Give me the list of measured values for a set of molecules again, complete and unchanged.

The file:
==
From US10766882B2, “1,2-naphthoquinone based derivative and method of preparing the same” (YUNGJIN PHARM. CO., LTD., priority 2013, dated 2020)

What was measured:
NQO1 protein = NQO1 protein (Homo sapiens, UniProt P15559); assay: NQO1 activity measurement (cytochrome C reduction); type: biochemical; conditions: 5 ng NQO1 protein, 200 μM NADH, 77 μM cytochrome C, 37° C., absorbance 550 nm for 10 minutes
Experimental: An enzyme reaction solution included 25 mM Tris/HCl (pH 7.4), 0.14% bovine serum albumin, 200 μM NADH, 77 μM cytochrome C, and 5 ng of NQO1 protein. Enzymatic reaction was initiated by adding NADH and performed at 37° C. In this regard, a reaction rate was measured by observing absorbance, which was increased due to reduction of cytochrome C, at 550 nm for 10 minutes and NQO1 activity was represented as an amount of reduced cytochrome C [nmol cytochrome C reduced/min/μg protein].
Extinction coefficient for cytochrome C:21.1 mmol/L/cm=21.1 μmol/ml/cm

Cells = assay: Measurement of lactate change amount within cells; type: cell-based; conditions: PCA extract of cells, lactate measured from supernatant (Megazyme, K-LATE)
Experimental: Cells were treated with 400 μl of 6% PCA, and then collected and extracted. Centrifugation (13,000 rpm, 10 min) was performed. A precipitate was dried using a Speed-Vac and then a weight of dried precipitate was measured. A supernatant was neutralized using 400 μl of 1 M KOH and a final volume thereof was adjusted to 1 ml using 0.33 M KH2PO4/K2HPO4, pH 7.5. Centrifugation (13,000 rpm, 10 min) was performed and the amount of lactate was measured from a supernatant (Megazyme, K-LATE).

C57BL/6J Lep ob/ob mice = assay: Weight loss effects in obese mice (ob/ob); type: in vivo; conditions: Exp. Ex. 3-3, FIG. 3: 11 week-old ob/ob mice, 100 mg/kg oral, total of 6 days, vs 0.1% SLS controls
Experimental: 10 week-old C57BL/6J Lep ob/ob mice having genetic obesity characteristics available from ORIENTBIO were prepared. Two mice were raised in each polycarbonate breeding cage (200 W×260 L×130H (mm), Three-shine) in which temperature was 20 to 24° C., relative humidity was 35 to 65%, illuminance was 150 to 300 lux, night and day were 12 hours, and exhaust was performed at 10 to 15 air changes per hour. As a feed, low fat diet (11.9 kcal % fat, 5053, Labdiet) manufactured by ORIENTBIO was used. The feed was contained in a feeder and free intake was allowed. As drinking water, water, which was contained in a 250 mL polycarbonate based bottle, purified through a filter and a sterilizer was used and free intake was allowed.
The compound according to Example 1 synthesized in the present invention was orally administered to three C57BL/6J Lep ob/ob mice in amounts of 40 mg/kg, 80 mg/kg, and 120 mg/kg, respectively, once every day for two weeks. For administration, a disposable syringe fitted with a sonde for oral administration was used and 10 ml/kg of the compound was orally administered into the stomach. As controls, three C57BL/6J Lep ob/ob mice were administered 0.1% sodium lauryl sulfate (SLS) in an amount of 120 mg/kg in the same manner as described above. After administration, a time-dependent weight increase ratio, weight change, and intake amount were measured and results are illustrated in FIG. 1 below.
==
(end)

From US10766882B2, “1,2-naphthoquinone based derivative and method of preparing the same” (YUNGJIN PHARM. CO., LTD., priority 2013, dated 2020)

What was measured:
NQO1 protein = NQO1 protein (Homo sapiens, UniProt P15559); assay: NQO1 activity measurement (cytochrome C reduction); type: biochemical; conditions: 5 ng NQO1 protein, 200 μM NADH, 77 μM cytochrome C, 37° C., absorbance 550 nm for 10 minutes
Experimental: An enzyme reaction solution included 25 mM Tris/HCl (pH 7.4), 0.14% bovine serum albumin, 200 μM NADH, 77 μM cytochrome C, and 5 ng of NQO1 protein. Enzymatic reaction was initiated by adding NADH and performed at 37° C. In this regard, a reaction rate was measured by observing absorbance, which was increased due to reduction of cytochrome C, at 550 nm for 10 minutes and NQO1 activity was represented as an amount of reduced cytochrome C [nmol cytochrome C reduced/min/μg protein].
Extinction coefficient for cytochrome C:21.1 mmol/L/cm=21.1 μmol/ml/cm

Cells = assay: Measurement of lactate change amount within cells; type: cell-based; conditions: PCA extract of cells, lactate measured from supernatant (Megazyme, K-LATE)
Experimental: Cells were treated with 400 μl of 6% PCA, and then collected and extracted. Centrifugation (13,000 rpm, 10 min) was performed. A precipitate was dried using a Speed-Vac and then a weight of dried precipitate was measured. A supernatant was neutralized using 400 μl of 1 M KOH and a final volume thereof was adjusted to 1 ml using 0.33 M KH2PO4/K2HPO4, pH 7.5. Centrifugation (13,000 rpm, 10 min) was performed and the amount of lactate was measured from a supernatant (Megazyme, K-LATE).

C57BL/6J Lep ob/ob mice = assay: Weight loss effects in obese mice (ob/ob); type: in vivo; conditions: Exp. Ex. 3-3, FIG. 3: 11 week-old ob/ob mice, 100 mg/kg oral, total of 6 days, vs 0.1% SLS controls
Experimental: 10 week-old C57BL/6J Lep ob/ob mice having genetic obesity characteristics available from ORIENTBIO were prepared. Two mice were raised in each polycarbonate breeding cage (200 W×260 L×130H (mm), Three-shine) in which temperature was 20 to 24° C., relative humidity was 35 to 65%, illuminance was 150 to 300 lux, night and day were 12 hours, and exhaust was performed at 10 to 15 air changes per hour. As a feed, low fat diet (11.9 kcal % fat, 5053, Labdiet) manufactured by ORIENTBIO was used. The feed was contained in a feeder and free intake was allowed. As drinking water, water, which was contained in a 250 mL polycarbonate based bottle, purified through a filter and a sterilizer was used and free intake was allowed.
The compound according to Example 1 synthesized in the present invention was orally administered to three C57BL/6J Lep ob/ob mice in amounts of 40 mg/kg, 80 mg/kg, and 120 mg/kg, respectively, once every day for two weeks. For administration, a disposable syringe fitted with a sonde for oral administration was used and 10 ml/kg of the compound was orally administered into the stomach. As controls, three C57BL/6J Lep ob/ob mice were administered 0.1% sodium lauryl sulfate (SLS) in an amount of 120 mg/kg in the same manner as described above. After administration, a time-dependent weight increase ratio, weight change, and intake amount were measured and results are illustrated in FIG. 1 below.